Here’s the thing,
Mobile communications devices permeate every facet of our lives now. Anyone who doubts me, simply go to a nice restaurant and look around you. Even loving married couples on their one date night a month and young lovebirds on their first date are buried face-first in their phones. Most states have outlawed this action while in motion in your vehicle, but automakers are providing another way to get your fix: AndroidAuto and Apple Carplay.
For those out of the loop on the latest and greatest in-car technologies, AndroidAuto and Apple Carplay are infotainment systems that allow you to project your apps and ultimately your device operating systems onto your main dash screen. Even though it’s technically not against the law, I’m sure it’s just as distracting as it would be on the actual device. However, cheaters never prosper.
The manufacturers that are indulging their customers with these setups are ultimately shooting themselves in the foot. The companies that have introduced the technology have rolled it out across all levels of their lineup, which has led to an interesting downside. Customer now have access to high end features while paying less at the dealer. Think about the cars in the past that have had inborn navigation: These have traditionally only been the higher level trims of the brand’s upscale models. Now people can get the entry level model, and use their navigation app of choice on their phone.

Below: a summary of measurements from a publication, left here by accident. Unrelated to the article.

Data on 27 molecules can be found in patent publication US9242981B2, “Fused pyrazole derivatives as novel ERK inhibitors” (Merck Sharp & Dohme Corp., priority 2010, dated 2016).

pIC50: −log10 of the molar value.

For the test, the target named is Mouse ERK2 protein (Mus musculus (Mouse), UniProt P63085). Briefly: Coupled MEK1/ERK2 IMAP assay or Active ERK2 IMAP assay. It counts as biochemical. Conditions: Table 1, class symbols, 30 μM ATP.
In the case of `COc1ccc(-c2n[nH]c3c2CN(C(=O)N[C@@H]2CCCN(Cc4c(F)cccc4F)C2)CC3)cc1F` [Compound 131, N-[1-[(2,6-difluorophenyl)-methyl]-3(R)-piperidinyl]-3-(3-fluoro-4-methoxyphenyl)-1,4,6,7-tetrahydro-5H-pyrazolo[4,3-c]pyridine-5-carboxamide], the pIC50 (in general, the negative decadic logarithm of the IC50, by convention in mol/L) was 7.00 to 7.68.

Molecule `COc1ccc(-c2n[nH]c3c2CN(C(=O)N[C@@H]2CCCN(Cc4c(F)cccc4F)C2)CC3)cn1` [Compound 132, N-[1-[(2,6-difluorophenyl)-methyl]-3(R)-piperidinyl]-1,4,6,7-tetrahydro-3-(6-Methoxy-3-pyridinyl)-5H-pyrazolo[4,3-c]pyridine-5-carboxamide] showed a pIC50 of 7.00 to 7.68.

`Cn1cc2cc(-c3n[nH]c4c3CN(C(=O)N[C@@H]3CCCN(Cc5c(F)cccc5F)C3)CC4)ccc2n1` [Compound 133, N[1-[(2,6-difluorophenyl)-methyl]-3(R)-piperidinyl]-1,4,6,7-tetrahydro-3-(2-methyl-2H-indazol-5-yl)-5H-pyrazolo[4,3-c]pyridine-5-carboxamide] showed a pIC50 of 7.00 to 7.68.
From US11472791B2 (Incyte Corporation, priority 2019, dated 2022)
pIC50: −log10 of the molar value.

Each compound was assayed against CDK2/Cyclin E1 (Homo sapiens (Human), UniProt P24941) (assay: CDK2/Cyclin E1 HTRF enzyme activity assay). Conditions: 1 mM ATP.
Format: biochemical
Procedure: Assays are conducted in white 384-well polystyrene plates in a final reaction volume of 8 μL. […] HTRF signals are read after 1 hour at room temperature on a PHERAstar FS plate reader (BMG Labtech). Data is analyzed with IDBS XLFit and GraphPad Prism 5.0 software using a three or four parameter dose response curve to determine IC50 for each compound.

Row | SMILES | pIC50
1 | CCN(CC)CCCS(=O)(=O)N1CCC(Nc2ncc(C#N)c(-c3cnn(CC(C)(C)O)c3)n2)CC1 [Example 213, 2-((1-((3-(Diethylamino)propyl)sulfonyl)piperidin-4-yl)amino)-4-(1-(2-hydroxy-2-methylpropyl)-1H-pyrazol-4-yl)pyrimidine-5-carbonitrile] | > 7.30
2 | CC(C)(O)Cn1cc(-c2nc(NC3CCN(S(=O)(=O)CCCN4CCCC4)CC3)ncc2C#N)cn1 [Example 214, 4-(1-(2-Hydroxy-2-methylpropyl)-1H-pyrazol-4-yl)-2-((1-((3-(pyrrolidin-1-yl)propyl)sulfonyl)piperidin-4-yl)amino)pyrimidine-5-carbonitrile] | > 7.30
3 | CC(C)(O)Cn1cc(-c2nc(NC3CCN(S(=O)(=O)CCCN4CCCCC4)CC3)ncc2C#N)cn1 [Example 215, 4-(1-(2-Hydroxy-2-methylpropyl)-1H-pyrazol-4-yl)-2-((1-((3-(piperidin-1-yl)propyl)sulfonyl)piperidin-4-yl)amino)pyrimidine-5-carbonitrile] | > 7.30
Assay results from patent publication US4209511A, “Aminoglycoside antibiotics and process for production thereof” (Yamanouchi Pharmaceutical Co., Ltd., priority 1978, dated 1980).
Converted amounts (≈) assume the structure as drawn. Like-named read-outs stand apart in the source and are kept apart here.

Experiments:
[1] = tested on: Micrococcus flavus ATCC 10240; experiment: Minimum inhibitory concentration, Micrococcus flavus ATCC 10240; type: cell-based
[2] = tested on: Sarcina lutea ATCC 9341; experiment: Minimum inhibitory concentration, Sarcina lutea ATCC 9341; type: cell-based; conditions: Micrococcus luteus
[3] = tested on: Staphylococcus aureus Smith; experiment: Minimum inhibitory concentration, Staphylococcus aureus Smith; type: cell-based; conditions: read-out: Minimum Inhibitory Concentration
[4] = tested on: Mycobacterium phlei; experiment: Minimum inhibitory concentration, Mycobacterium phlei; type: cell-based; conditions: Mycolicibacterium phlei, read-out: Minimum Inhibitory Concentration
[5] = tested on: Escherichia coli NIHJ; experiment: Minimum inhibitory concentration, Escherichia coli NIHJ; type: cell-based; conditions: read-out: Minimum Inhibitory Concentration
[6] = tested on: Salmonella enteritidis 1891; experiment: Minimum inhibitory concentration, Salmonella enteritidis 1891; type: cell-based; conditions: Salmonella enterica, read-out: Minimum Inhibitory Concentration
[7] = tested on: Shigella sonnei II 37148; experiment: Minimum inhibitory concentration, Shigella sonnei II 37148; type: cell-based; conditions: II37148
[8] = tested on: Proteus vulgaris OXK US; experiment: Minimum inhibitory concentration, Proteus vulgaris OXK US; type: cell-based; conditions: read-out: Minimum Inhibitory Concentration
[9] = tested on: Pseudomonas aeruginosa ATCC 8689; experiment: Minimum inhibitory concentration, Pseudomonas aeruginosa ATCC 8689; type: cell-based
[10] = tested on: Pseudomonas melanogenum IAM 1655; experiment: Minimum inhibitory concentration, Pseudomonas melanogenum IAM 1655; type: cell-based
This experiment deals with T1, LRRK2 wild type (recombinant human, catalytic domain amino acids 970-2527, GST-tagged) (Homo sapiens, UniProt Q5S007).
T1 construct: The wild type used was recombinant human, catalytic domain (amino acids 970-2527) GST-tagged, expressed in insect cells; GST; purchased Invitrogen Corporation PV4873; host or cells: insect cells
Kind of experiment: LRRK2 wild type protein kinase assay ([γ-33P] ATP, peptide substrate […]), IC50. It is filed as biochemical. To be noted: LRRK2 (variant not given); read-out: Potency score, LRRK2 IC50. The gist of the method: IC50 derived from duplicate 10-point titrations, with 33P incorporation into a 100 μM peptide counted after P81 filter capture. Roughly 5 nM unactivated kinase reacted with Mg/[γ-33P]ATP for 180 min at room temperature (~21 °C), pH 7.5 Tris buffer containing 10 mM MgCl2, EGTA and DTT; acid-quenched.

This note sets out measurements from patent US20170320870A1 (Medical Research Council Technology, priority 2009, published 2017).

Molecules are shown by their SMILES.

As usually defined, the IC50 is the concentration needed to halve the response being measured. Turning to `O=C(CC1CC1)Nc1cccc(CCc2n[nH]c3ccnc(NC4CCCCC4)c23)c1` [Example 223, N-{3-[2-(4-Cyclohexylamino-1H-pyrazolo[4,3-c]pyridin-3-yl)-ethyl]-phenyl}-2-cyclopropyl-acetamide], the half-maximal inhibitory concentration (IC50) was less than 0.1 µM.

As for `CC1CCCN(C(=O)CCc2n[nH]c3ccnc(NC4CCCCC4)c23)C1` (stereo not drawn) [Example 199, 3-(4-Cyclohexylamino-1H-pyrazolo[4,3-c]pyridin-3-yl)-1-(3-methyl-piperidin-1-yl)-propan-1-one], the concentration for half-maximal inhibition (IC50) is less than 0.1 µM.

It’s nothing new, people have been doing it for years. But it’s odd that manufacturers have made it that much easier to walk away from premium models. Because statistically, technology has been winning out in the market for the better part of the last decade. Millennials, those damn Millennials, are buying cars with their technology brains and forgoing driving performance. For the best indicator of what kind of effect this has had on the market, look at the compact car segment. The standard level Focus ST is cheaper than the non-ST Titanium level. The Golf SEL dwarfs the GTI S by almost $3000, and nearly ties the GTI SE in pricing. Toyota has dropped any pretense that they have any intention of making a sporty version of the Corolla at all, instead opting to focus on in-car technology.
So what is the next step after putting your phone on your infotainment screen? Well it’s hard to say. This one was born from the popularity of the cell phones, and the next one will be linked to the next big thing in out of car technology. Being that wearables seem to be the technology on the rise, maybe they will be integrated with the next generation of automobiles. Wearable transportation? Somebody get me Tony Stark on the phone…
And that, that’s the thing.